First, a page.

Perhaps the most visible and widely-known sponsorship deal of the past two decades in the poker industry has come to an end. Chris Moneymaker will no longer sport the PokerStars patch in his live poker endeavors.
Moneymaker had been a major part of the marketing efforts from the world’s leading operator since his win in the 2003 World Series of Poker Main Event, an improbable run that came courtesy of an $86 satellite win on the site.
Moneymaker, PokerStars Show Mutual Love
Moneymaker made the announcement in a video posted to Twitter, in which he thanked PokerStars, calling them a “great company” that provided him with a “phenomenal experience.” He said his plan is to play less poker and spend more time with his family, and he characterized the split as his own leaving.
2020 has been a year. Sad news. Thanks for everything @PokerStars https://t.co/tT1rZ12QGr
— Chris Moneymaker (@CMONEYMAKER)
PokerStars, for its part, showed its longtime ambassador the love in return. In a five-minute video released on its own feed, the company paid tribute to Moneymaker’s accomplishments and impact on the game of poker, getting takes from a number of former colleagues and industry notables.
After 17 years as a PokerStars Ambassador, today we say farewell to @CMONEYMAKER. Thank you for everything you’ve… https://t.co/56Dn7pu7FF
— PokerStars (@PokerStars)
17 Years of Partnership
Coming into the 2003 WSOP, nobody had any idea who Moneymaker was until he burst onto people’s consciousness as the chip leader in the Main Event, wearing a tan PokerStars hat and taking an unlikely route to victory over established pros like Sam Farha and Phil Ivey, the latter courtesy of a legendary beat at the final table.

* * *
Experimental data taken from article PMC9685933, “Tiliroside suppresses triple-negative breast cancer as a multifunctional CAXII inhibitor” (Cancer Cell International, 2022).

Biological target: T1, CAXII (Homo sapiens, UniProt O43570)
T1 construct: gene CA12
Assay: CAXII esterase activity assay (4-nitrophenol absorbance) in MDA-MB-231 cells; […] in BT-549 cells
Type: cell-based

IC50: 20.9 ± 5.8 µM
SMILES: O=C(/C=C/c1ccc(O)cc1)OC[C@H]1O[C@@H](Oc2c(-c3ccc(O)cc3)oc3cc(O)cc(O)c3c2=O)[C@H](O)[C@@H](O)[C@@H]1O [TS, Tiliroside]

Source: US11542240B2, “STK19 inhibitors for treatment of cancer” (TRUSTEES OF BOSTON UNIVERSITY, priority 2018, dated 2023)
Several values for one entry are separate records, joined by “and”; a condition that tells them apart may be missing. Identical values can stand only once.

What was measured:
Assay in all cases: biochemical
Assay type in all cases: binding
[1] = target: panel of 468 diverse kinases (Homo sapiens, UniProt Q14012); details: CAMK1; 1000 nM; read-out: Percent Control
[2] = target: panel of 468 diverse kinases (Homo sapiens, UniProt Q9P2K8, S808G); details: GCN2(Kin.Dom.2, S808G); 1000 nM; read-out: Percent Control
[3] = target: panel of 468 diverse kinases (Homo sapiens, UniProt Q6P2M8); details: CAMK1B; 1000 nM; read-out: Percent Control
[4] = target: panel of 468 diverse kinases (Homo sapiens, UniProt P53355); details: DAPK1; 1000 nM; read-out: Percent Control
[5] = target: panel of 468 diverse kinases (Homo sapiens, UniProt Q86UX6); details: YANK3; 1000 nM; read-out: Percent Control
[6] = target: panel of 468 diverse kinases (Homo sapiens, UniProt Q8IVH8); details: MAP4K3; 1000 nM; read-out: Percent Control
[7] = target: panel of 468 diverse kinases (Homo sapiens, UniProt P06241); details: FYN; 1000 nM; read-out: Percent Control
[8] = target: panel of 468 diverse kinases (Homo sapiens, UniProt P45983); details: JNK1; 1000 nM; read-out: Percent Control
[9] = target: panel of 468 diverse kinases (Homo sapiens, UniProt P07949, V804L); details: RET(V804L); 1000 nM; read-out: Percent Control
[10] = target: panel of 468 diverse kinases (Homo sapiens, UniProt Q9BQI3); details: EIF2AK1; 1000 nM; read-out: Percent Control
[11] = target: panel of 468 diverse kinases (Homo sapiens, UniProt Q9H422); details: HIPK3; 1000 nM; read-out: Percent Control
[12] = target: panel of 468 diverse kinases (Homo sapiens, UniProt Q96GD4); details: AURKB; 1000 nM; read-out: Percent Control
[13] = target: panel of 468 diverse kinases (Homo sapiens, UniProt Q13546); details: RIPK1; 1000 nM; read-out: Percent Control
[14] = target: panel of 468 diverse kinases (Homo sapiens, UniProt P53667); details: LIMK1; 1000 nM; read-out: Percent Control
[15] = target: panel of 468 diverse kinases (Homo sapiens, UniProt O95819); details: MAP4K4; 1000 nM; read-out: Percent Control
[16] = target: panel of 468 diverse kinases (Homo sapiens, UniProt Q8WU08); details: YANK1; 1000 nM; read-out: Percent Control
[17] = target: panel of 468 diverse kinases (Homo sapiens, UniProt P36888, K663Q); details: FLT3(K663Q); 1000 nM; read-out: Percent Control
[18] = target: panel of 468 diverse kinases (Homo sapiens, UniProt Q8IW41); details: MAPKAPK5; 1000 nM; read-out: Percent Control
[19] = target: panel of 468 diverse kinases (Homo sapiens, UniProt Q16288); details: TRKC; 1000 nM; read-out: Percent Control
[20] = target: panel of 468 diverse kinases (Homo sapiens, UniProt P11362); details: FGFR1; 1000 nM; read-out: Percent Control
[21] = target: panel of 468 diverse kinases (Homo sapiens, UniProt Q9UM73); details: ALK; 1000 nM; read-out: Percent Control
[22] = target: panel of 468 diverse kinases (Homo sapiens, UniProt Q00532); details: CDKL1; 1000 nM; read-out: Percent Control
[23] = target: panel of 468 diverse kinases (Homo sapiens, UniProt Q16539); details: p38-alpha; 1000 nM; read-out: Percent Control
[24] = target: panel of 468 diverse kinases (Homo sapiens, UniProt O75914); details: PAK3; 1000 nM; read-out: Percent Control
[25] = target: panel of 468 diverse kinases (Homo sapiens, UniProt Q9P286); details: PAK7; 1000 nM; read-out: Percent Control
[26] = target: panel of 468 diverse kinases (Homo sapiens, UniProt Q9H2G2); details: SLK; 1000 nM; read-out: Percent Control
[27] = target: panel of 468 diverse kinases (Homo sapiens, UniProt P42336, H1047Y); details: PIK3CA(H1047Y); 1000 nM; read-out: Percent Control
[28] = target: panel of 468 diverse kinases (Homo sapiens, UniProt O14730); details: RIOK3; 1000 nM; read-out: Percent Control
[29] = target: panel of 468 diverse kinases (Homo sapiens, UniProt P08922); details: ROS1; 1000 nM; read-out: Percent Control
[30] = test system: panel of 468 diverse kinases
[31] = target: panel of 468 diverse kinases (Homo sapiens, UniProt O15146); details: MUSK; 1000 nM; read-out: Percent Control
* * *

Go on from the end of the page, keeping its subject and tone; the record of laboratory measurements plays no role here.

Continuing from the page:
While an amateur had actually won the tournament the previous year as well, the WSOP had mostly been dominated by big industry names like recent winners Carlos Mortensen and Scotty Nguyen. Conventional wisdom held that even with the variance inherent to tournament poker, they had a nearly impossible-to-overcome advantage over the “dead money” that showed up every year with $10K and a dream.
PokerStars and Moneymaker teamed up to craft an easy narrative that the everyday home game hero could get lucky and win big, starting by learning the ropes online at PokerStars. The site grew with a stable of sponsored pros, but the most visible were Moneymaker and fellow succeeding WSOP winners Greg Raymer and Joe Hachem, all of whom graced the front of the client for some time together.
However, as poker continued to grow and evolve in the ensuing years, Moneymaker remained a key ambassador while those two and countless others fell by the wayside. Part of that stemmed from natural ebbs and flows in the game and players’ commitment to it, and part stemmed from the site’s own shifts in sponsorship strategy over the years.
Even as Moneymaker’s results remained unremarkable — he’s averaged $82,000 in yearly cashes ever since his WSOP victory, according to The Hendon Mob — he remained a beloved figure among fans. Few poker celebrities could match his ability and willingness to connect with the average player.
While longtime sponsored players like Jason Mercier dropped off the roster, Moneymaker had an entire live tour built around him, 15 years after his initial stardom, to promote the ambitious PokerStars Players No-Limit Hold’em Championship.
A 2019 induction into the Poker Hall of Fame felt like the culmination of his years of ambassadorship for the game, affirmation of the titanic impact he’d had in its growth.
Where to From Here?
The split between Moneymaker and PokerStars comes at a bit of an odd time for the latter.
For one thing, the aforementioned promotional tour had returned for a second rendition to ramp up to the second running of the PSPC. With Moneymaker front and center, a number of Platinum Passes were awarded for the event, which had to be put on ice thanks to the COVID-19 pandemic but remains planned for 2021 according to an announcement that remains published by PokerStars.
Maybe returning signee Neymar will spearhead something.
As for Moneymaker, he may fade into the sunset as he seemed to hint. However, poker has a way of keeping hold of many who say they’re leaving it behind.
Perhaps he will follow in the footsteps of Daniel Negreanu and continue to promote the game in some other capacity, or perhaps he’ll simply make a yearly pilgrimage to the WSOP Main Event like so many dreamers who wanted to follow his own. Either way, it seems unlikely the poker world has seen the last of the Hall of Famer.
The Stars Group is a majority shareholder in Oddschecker Global Media, the parent company of PokerNews.